This recent train ride by my wife Elaine and I was a far cry from my last one 50 years ago, when I was robbed.
Photo by a kind lady on the Dinner Train.
by Oscar Roloff
Thanks to John and Colleen Hill of Woodinville, my wife Elaine and I recently climbed aboard the Spirit of Washington Dinner Train at Renton and headed northward toward Woodinville.
The two had given us free tickets for the junket. What a pleasent surprise, and in the Dome section.
Years ago, I used to ride the rods on flat cars. Had no money. The Depression was on. We were poor. It was a good background and stepping stone to eventual success as a correspondent and publisher.
Our slow pace permitted us to see the scenery and enjoy the excellent dinner and wines. Upon arrival at Woodinville, the train slid alongside Columbia Winery. Here we disembarked to see how wines are made. After tasting several wines, we took one bottle home as a reminder of an excellent tour.
Turning around to head to Renton, we enjoyed our dessert and wines. What a splendid trip for us and the others, making our mundane lives more pleasant. All seemed to enjoy themselves. Happiness and comradeship was in full swing among us, once total strangers.
Fifty years earlier
In 1946, a half-century earlier, I was in New York doing investigative work for the Navy. I was then ordered to Seattle and boarded a train. All previous transfers had been via plane. I had a wife and new son awaiting me in Seattle.
On the first night out, someone lifted over $700 from my wallet, leaving me broke. I'd been in my sleeper and felt no intrusion. Though I notified train officials, no thief was found.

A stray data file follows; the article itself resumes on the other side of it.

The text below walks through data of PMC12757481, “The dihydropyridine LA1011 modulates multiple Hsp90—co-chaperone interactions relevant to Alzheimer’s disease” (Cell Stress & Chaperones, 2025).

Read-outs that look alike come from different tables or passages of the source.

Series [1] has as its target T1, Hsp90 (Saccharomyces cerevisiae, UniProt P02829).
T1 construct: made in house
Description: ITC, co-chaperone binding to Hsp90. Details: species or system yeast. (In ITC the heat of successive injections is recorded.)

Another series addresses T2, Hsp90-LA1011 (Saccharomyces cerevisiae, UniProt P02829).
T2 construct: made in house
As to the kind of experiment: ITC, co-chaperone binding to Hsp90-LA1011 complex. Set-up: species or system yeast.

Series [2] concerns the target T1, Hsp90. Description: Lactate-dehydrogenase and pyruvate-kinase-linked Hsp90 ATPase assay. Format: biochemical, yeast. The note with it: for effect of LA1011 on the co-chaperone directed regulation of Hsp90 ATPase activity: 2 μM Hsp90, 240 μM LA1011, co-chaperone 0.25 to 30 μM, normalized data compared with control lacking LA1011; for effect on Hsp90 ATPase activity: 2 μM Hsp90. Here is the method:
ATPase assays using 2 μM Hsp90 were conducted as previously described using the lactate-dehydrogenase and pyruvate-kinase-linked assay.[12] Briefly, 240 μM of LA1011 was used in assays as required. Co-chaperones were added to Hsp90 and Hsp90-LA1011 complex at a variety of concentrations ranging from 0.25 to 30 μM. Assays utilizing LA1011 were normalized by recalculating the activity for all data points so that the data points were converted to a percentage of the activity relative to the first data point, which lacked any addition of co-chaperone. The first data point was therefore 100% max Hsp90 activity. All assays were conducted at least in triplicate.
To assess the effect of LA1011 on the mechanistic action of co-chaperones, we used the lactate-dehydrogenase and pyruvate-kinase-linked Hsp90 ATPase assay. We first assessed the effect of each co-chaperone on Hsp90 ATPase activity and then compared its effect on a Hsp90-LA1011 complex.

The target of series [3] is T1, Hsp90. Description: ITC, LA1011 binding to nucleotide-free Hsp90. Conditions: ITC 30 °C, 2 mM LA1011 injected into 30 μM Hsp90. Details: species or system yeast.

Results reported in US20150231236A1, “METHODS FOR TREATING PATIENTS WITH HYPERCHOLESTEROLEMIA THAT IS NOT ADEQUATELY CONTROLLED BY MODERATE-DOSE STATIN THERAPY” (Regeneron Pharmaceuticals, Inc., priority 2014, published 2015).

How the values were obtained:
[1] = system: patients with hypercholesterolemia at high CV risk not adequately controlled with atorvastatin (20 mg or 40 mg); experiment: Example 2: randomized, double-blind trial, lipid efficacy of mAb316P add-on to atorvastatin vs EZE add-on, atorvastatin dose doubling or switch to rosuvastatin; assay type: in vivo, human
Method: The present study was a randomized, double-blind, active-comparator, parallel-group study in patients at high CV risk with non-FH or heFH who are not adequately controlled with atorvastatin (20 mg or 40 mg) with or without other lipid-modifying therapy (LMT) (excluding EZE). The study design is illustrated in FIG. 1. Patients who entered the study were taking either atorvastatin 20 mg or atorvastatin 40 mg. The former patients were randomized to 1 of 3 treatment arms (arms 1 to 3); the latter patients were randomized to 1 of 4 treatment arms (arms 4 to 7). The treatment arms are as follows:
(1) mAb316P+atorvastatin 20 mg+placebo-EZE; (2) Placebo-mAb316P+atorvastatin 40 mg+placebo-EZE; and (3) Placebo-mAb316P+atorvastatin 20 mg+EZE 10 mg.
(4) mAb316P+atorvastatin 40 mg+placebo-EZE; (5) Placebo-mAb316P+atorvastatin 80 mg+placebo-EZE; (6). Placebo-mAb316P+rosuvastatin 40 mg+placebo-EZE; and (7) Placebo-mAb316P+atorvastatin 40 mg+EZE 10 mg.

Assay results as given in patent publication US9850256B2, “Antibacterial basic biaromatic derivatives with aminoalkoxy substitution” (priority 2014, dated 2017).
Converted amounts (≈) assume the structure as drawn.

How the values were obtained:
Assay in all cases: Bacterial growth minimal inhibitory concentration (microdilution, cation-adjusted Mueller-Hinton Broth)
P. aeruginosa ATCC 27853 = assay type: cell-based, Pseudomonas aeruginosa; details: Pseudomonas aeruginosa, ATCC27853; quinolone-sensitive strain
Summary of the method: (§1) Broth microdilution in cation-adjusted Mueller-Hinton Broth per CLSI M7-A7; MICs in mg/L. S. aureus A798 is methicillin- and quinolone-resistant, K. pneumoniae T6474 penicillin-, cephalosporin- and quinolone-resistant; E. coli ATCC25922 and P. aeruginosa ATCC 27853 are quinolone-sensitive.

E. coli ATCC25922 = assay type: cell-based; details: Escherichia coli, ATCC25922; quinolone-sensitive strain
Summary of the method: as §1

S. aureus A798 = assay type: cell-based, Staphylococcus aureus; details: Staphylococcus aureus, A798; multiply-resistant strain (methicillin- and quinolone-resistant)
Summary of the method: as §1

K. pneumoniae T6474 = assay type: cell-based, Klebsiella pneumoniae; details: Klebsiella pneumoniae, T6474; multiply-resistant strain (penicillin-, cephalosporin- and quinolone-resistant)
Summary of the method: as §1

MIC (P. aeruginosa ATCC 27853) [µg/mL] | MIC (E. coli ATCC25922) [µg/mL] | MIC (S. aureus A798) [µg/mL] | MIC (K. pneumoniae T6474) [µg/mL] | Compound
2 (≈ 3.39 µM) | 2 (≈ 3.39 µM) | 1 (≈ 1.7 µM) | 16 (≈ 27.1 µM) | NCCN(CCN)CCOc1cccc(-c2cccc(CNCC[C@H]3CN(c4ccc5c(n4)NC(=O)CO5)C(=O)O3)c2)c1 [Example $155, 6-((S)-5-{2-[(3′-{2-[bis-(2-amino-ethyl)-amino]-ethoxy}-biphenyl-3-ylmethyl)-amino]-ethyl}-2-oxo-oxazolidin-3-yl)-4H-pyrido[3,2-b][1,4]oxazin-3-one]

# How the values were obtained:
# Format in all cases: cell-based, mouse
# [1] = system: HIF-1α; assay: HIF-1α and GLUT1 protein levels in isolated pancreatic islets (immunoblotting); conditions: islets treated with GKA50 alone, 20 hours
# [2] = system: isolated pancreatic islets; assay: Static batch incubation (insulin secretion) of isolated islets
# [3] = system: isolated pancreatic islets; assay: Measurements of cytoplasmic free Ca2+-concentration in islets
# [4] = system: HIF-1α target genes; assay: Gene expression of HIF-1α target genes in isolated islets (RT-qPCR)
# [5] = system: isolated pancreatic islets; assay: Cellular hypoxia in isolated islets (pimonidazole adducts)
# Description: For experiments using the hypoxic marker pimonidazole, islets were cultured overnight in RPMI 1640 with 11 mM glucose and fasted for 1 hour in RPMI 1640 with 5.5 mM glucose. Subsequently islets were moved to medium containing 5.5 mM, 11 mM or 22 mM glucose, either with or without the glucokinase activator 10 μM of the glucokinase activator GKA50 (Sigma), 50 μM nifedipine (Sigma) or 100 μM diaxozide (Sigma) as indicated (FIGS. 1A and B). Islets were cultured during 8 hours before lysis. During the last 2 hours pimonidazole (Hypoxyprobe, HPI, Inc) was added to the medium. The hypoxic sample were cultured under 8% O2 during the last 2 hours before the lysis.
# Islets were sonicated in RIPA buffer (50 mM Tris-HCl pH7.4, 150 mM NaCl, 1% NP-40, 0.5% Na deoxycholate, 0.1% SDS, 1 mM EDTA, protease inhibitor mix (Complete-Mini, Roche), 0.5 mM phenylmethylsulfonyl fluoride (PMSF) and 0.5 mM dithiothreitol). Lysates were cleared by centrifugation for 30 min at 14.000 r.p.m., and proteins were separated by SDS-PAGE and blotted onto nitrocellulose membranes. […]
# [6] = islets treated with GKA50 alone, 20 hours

Two young Air Forces colonels heard of my plight. One said, "We have 'roomettes' and my buddy has one with an extra bed. Why don't you stay with us? We'll take care of your meal costs and such."
I accepted the offer. They were nice fellows and we ended up this way: I'd call them buck privates in the rear rank and they'd call me Vice Admiral. What fun we had, laughing and joking in merriment.
Upon arrival at Seattle, I got their address and had my wife send them a check for the amount they'd spent on me. They sent it back.
Thus that train ride was of theft and a couple of good guys, and this last one, 50 years later, was one of a group of riders who had a good time, eating an excellent meal and sipping on wine and such enjoyments.
Thus old friends and new acquaintances still gather together, sip a few drinks, laugh, and enjoy life as it should be lived. Even a passage of 50 years shows that friends are forever, new ones and old ones.
Later I'd heard that the two colonels had been killed in a plane accident. Too bad. But I still remember their kindness. Memories are lasting.